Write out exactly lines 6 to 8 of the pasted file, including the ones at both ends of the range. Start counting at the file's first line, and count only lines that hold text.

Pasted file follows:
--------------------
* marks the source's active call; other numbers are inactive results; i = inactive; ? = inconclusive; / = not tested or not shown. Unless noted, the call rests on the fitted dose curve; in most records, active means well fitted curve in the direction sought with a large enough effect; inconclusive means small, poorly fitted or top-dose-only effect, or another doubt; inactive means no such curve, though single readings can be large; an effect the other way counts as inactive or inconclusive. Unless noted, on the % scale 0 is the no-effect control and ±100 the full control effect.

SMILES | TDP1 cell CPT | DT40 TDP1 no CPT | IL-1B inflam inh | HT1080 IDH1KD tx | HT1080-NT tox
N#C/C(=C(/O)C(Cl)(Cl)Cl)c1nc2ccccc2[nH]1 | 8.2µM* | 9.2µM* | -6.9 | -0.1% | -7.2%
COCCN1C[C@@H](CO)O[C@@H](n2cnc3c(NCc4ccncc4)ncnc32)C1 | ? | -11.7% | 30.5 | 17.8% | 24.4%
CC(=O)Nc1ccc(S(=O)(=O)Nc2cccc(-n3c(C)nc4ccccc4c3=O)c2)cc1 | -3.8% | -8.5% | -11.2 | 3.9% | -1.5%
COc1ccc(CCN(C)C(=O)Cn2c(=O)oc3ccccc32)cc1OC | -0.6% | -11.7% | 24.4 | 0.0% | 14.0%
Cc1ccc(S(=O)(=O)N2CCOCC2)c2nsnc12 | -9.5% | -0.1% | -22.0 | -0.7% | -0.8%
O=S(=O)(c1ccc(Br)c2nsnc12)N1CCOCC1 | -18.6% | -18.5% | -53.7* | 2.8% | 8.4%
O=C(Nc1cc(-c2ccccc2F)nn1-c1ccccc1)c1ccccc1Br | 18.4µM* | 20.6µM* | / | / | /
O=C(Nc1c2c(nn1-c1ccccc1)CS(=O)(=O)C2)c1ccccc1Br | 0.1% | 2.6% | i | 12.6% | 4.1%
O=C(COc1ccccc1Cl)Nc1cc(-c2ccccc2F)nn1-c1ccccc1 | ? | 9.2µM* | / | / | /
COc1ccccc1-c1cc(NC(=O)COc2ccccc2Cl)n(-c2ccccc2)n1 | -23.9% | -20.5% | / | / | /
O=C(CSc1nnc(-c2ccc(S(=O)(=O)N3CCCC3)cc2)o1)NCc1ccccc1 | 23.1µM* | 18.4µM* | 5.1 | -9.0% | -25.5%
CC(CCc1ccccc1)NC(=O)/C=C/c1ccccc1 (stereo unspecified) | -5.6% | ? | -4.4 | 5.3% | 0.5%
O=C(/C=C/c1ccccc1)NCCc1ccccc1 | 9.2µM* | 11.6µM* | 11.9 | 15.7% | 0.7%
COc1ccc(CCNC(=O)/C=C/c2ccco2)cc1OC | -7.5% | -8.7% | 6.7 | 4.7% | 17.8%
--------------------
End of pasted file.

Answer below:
COc1ccc(CCN(C)C(=O)Cn2c(=O)oc3ccccc32)cc1OC | -0.6% | -11.7% | 24.4 | 0.0% | 14.0%
Cc1ccc(S(=O)(=O)N2CCOCC2)c2nsnc12 | -9.5% | -0.1% | -22.0 | -0.7% | -0.8%
O=S(=O)(c1ccc(Br)c2nsnc12)N1CCOCC1 | -18.6% | -18.5% | -53.7* | 2.8% | 8.4%